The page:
They day Jose Manuel D. Barroso deserved a gold medal

José Manuel Durao Barroso is seen by many as the lowest profile European Commission president in history. He is far from being a charismatic politician, but I think it is not his fault: the more developed and stablished is a democracy, the less visionaires (or let's say, Churchills) it needs. Politicians become managers and technocrats because the system keeps running properly (I didn't say perfect). I also believe that europeism needs now a lot of Churchills (Joschka Fischer, Daniel Cohn Bendit and Jean Claude Juncker are rare examples). Barroso is not one of them: he is not brilliant and he commited the worst possible mistake supporting the Iraq war.

But Barroso is a top representative of the EU, and it means a lot. He not only represents the interests of 490 million EU citizens, he must also defend the values the EU was founded for. Last April he was in Beijing leading the biggest European Commission (EC) delegation ever to visit China. The day he met premier Wen Jiabao they gave together an institutional speech for the press. Later, Barroso confronted again the press but in a 'freer' atmosphere, in the EC Beijing headquarters.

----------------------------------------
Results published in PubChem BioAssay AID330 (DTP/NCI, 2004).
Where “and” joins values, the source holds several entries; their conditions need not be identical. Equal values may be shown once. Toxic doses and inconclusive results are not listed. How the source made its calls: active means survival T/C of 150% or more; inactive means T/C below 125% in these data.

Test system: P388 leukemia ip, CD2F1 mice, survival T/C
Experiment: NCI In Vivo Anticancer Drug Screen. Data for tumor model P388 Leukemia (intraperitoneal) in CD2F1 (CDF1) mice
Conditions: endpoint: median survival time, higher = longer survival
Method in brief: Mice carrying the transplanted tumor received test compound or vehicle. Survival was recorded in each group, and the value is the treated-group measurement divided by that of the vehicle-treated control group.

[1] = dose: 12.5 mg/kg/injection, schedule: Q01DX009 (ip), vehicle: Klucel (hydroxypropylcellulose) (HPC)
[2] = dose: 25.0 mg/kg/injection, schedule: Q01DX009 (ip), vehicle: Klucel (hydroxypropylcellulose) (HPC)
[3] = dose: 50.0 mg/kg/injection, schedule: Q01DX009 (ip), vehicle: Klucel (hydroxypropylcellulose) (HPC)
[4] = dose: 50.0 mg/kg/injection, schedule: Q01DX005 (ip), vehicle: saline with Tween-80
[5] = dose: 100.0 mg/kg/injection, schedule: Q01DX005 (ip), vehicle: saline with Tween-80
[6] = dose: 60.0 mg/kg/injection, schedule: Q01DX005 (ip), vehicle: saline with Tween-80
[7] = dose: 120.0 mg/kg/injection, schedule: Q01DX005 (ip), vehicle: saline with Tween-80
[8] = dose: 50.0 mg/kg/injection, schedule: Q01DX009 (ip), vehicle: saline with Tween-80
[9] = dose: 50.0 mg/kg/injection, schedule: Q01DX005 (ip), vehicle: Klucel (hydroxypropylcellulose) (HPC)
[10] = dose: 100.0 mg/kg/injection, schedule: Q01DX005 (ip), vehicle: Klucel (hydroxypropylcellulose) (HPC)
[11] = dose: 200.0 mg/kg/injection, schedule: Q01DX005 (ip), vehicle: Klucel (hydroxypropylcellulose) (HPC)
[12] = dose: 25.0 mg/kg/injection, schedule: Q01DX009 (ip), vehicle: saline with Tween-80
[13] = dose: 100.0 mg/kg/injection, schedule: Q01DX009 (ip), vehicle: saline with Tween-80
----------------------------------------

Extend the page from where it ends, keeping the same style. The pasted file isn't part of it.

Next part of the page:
A chinese female journalist (chinese journalists seem to be almost always women under 30 years old) asked Barroso what was his opinion about the harsh reaction from the chinese people (boycott to Carrefour, demonstrations and so on) to
1, to the protests in Paris, Athens and London against the chinese repression in Tibet.
2, to the position of several european leaders to reject the invitation to assist to the olympics opening ceremony.
3, to a call approved by the European Parliament asking the EU to investigate the riots in Lhasa.

The chinese journalist quoted her government as saying that all these actions were "an arrogant interference in China's domestic affairs". Here is what Barroso answered:

"We in Europe do not consider Human Rights as an interference because we defend Human Rights as a universal value".

"In the European Parliament you can find a wide range of opinions and sometimes there also [opinions] against the position of our governments".

"I suggest the chinese authorities to be ready to accept criticism because we are now in an open [global] society where dialogue and criticism should be accepted".


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